Inside Gaddafi’s Compound

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At nine pm the announcement went out over the hotel PA system: “All Journalists, there will be a trip planned to Baab al-Aziziya after dinner. Please gather in the lobby.” We duly trudged to the waiting busses, newcomers such as my self curious to see Gaddaffi’s compound, and veterans hoping against expectations that the man himself might make an appearance.

Our small convoy of minibuses turned through the first gate. Then the second and third. Garish green neon glowed from accent lampposts. We shuffled through a fourth gate where groups of waiting Gaddafi supporters burst into chants at our appearance. I was patted down by a chipper young woman who asked me where I was from just as the crowd launched into a robust chorus of “We love Gaddafi, we hate Sarkozy.” There were a few half-hearted attempts at Obama bashing thrown in, but they were not so convincing. Earlier in the day a man had told me that Libyans couldn’t really hate Obama, “because he is African.” In the short time I have been here, I have learned not to challenge illogical statements. It gets you nowhere.

Finally, through a fifth gate – this one topped by wicked metal spikes in addition to the others’ garlands of razor wire. For a man who claims the undying love of his people, Gaddafi isn’t taking any chances.  We were led through an open expanse of cropped green grass stippled by well-lit palm trees.  A few RVs were tethered nearby – modern camels in a manufactured oasis. Gaddafi supporters, mostly young men out for a night of fun it seemed, threw themselves at a barrier and declared their undying love for Gaddafi. Like visitors at a zoo, we glanced up, took notes, and shuffled by.

Our destination was Gaddafi’s Command and Control Center, which had been bombed ten days before in the early days of the Allied air strikes. The massive domed entrance, in the form of a Prussian military helmet, complete with eagle on top, still stood, but beyond was complete devastation. Many of the other journalists had been there before, right after the attack. None of us could figure out why they had brought us again though the TV crews were ecstatic to be able to get footage of anything, even if it was recycled. One of the minders tried to convince me half-heartedly that 64 people had been killed in the attack, including women and children. I asked what women and children were doing at a military installation and he shrugged. “That’s what I have been told.” There has been no confirmation of those numbers, and the regime, desperate to show evidence of civilian casualties, has failed to produce any proof, not even hospital visits to the wounded.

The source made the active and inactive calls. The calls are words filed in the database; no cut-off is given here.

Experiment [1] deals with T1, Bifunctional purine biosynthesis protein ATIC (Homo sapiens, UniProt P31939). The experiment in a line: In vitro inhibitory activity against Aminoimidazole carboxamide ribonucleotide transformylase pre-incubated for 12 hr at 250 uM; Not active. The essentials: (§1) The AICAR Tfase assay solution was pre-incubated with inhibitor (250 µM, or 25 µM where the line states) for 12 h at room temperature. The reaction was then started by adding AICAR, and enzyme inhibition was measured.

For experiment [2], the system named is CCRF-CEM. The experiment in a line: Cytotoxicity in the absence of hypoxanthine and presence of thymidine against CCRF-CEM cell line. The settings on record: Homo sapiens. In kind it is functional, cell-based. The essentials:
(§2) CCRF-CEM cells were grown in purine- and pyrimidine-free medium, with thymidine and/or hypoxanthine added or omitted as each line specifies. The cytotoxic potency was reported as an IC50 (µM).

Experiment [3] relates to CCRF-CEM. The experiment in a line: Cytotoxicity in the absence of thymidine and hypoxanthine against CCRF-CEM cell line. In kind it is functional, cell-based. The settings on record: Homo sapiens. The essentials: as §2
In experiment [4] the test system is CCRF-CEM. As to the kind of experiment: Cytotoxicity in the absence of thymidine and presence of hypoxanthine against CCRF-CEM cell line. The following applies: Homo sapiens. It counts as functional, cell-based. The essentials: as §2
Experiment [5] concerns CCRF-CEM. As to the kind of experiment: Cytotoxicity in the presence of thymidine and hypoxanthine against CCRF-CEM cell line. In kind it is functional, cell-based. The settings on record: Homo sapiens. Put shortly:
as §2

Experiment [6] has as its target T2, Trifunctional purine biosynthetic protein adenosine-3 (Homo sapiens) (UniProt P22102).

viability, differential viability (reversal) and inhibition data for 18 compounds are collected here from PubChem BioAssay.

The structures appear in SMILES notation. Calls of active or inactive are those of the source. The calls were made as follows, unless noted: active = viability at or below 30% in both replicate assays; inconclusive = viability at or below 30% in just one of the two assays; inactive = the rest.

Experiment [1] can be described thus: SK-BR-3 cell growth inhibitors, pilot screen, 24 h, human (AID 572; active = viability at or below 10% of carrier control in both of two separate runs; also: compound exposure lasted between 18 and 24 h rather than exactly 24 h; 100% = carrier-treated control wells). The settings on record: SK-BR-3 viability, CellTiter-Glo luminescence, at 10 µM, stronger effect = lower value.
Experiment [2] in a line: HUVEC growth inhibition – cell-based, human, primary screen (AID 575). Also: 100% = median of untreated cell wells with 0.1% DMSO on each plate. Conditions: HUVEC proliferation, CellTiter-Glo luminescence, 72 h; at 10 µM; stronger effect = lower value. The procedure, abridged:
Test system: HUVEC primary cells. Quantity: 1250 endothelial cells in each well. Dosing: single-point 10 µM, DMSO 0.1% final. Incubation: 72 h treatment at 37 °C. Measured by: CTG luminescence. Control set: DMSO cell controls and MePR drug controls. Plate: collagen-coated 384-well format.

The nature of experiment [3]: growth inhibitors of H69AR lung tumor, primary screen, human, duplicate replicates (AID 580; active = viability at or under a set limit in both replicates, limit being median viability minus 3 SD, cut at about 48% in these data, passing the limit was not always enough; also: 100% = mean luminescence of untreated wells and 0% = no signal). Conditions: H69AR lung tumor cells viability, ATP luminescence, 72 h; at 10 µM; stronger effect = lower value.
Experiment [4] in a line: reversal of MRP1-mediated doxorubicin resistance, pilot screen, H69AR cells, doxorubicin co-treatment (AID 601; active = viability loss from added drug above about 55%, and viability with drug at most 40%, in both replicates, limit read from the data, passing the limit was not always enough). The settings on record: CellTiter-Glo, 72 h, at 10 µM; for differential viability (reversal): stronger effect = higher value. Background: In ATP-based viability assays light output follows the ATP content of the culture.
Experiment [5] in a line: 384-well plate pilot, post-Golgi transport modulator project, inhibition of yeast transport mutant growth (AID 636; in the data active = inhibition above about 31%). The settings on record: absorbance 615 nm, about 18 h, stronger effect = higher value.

I picked up a metal shard of what looked to be part of a shell and marveled at the destructive power of a missile. The command center’s three floors had been pancaked. A desiccated pine tree was inexplicably perched on what remained of the roof. Nobody could explain why.

We picked our way through the rubble and ducked under the Prussian helmet gate to make our way back across the lawn. By this time the crowd had grown to a couple of hundred. They pressed against the gate and chanted their take on the popular Egyptian and Tunisian slogan demanding the downfall of the regimes. “The people, they need Colonel Muammar.” Some had climbed the wall of a makeshift amphitheater facing the entrance of his former home, one that had been hit by US air raids in the 80s and left unrepaired as a monument to his defiance.  It was there where he had made his early, ranting speeches, but this time the podium and leather armchair were gone. Brother Leader was not going to make an appearance this evening, it seemed.

We were directed to a center stage that offered a view over the gathered crowds. Perhaps a hundred were Gaddafi’s “human shield,” volunteers who camped on his grounds in order to protect him from airstrikes. I recognized many from a protest at the hotel earlier in the day, an elderly man in a white turban and a striking young woman named Sumaya, who had told me earlier that she was a medical student from Benghazi. “The people of Benghazi want Gaddafi,” she told me then. “It is al Qaeda that doesn’t want him.” I asked why Gaddafi loyalists weren’t standing up for him there. “We are scared of the rebels. If you say you love Gaddafi in Benghazi they will kill you,” she explained.  Catching my eye at the latest protest, she grinned and gave me a V sign.

Video footage of an earlier rally was playing on a giant screen. An older woman held a baby aloft in the crowds. The same woman was holding the same baby down below. I looked at my mobile phone. It was nearly midnight.

I asked another of the minders if he thought the protesters were being paid. “I don’t know,” he said. “Maybe.” Then he looked out at the crowd of shouting teenage boys and changed his mind. “I think they are here because it is fun.” They did appear to be having fun. They struck defiant poses on the shattered ramparts. They waved flags. And every time a TV camera panned over the crowd they jumped to get into its frame. As we filed out, the crowd filed out with us. Photo-op over, their work for the day was done. A couple of rambunctious boys clung to the back of our mini-van as we drove out the gates. It was a Thursday night—the beginning of the Libyan weekend— in war-wracked Tripoli, and teenagers, like teenagers anywhere else in the world, were simply looking for kicks. “What else is there to do?” my minder asked rhetorically. “We don’t have movies, and there are no bars.”